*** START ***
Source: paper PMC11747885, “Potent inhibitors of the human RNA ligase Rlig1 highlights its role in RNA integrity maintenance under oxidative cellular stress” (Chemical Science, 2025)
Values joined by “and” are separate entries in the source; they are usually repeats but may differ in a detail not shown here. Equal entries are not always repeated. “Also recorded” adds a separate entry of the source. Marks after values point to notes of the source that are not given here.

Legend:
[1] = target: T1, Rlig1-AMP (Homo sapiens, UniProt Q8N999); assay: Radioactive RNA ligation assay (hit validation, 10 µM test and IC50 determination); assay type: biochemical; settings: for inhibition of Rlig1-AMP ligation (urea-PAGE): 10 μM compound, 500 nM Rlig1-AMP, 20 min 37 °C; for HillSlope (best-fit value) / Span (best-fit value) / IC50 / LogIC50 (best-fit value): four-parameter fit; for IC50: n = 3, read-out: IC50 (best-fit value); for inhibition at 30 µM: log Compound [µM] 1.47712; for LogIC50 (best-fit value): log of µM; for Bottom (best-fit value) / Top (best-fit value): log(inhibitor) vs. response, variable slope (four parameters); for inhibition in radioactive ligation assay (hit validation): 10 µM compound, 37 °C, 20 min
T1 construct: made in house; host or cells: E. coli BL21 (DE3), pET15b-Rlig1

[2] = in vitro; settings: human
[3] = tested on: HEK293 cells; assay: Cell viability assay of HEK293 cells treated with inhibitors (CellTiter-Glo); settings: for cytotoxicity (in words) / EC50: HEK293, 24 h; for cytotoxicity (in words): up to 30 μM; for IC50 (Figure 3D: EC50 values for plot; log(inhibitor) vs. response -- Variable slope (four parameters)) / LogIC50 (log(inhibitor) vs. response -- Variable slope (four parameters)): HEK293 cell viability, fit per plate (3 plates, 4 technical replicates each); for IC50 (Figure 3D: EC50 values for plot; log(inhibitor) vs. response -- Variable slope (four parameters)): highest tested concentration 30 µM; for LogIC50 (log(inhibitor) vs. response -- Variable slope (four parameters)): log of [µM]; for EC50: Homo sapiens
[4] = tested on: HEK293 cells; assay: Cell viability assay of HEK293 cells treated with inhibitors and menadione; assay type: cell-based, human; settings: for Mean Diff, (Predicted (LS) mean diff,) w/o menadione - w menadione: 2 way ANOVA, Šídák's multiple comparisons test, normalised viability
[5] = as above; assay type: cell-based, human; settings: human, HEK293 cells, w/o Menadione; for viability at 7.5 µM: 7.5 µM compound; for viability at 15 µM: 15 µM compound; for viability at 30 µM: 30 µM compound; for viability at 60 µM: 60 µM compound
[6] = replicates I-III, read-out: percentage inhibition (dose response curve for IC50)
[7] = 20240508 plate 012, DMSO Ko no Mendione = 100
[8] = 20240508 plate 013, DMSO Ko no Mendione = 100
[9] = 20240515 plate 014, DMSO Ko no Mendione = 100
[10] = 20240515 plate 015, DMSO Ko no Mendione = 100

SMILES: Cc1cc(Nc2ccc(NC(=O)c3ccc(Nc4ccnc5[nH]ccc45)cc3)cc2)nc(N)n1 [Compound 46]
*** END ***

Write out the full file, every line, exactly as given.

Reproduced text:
Source: paper PMC11747885, “Potent inhibitors of the human RNA ligase Rlig1 highlights its role in RNA integrity maintenance under oxidative cellular stress” (Chemical Science, 2025)
Values joined by “and” are separate entries in the source; they are usually repeats but may differ in a detail not shown here. Equal entries are not always repeated. “Also recorded” adds a separate entry of the source. Marks after values point to notes of the source that are not given here.

Legend:
[1] = target: T1, Rlig1-AMP (Homo sapiens, UniProt Q8N999); assay: Radioactive RNA ligation assay (hit validation, 10 µM test and IC50 determination); assay type: biochemical; settings: for inhibition of Rlig1-AMP ligation (urea-PAGE): 10 μM compound, 500 nM Rlig1-AMP, 20 min 37 °C; for HillSlope (best-fit value) / Span (best-fit value) / IC50 / LogIC50 (best-fit value): four-parameter fit; for IC50: n = 3, read-out: IC50 (best-fit value); for inhibition at 30 µM: log Compound [µM] 1.47712; for LogIC50 (best-fit value): log of µM; for Bottom (best-fit value) / Top (best-fit value): log(inhibitor) vs. response, variable slope (four parameters); for inhibition in radioactive ligation assay (hit validation): 10 µM compound, 37 °C, 20 min
T1 construct: made in house; host or cells: E. coli BL21 (DE3), pET15b-Rlig1

[2] = in vitro; settings: human
[3] = tested on: HEK293 cells; assay: Cell viability assay of HEK293 cells treated with inhibitors (CellTiter-Glo); settings: for cytotoxicity (in words) / EC50: HEK293, 24 h; for cytotoxicity (in words): up to 30 μM; for IC50 (Figure 3D: EC50 values for plot; log(inhibitor) vs. response -- Variable slope (four parameters)) / LogIC50 (log(inhibitor) vs. response -- Variable slope (four parameters)): HEK293 cell viability, fit per plate (3 plates, 4 technical replicates each); for IC50 (Figure 3D: EC50 values for plot; log(inhibitor) vs. response -- Variable slope (four parameters)): highest tested concentration 30 µM; for LogIC50 (log(inhibitor) vs. response -- Variable slope (four parameters)): log of [µM]; for EC50: Homo sapiens
[4] = tested on: HEK293 cells; assay: Cell viability assay of HEK293 cells treated with inhibitors and menadione; assay type: cell-based, human; settings: for Mean Diff, (Predicted (LS) mean diff,) w/o menadione - w menadione: 2 way ANOVA, Šídák's multiple comparisons test, normalised viability
[5] = as above; assay type: cell-based, human; settings: human, HEK293 cells, w/o Menadione; for viability at 7.5 µM: 7.5 µM compound; for viability at 15 µM: 15 µM compound; for viability at 30 µM: 30 µM compound; for viability at 60 µM: 60 µM compound
[6] = replicates I-III, read-out: percentage inhibition (dose response curve for IC50)
[7] = 20240508 plate 012, DMSO Ko no Mendione = 100
[8] = 20240508 plate 013, DMSO Ko no Mendione = 100
[9] = 20240515 plate 014, DMSO Ko no Mendione = 100
[10] = 20240515 plate 015, DMSO Ko no Mendione = 100

SMILES: Cc1cc(Nc2ccc(NC(=O)c3ccc(Nc4ccnc5[nH]ccc45)cc3)cc2)nc(N)n1 [Compound 46]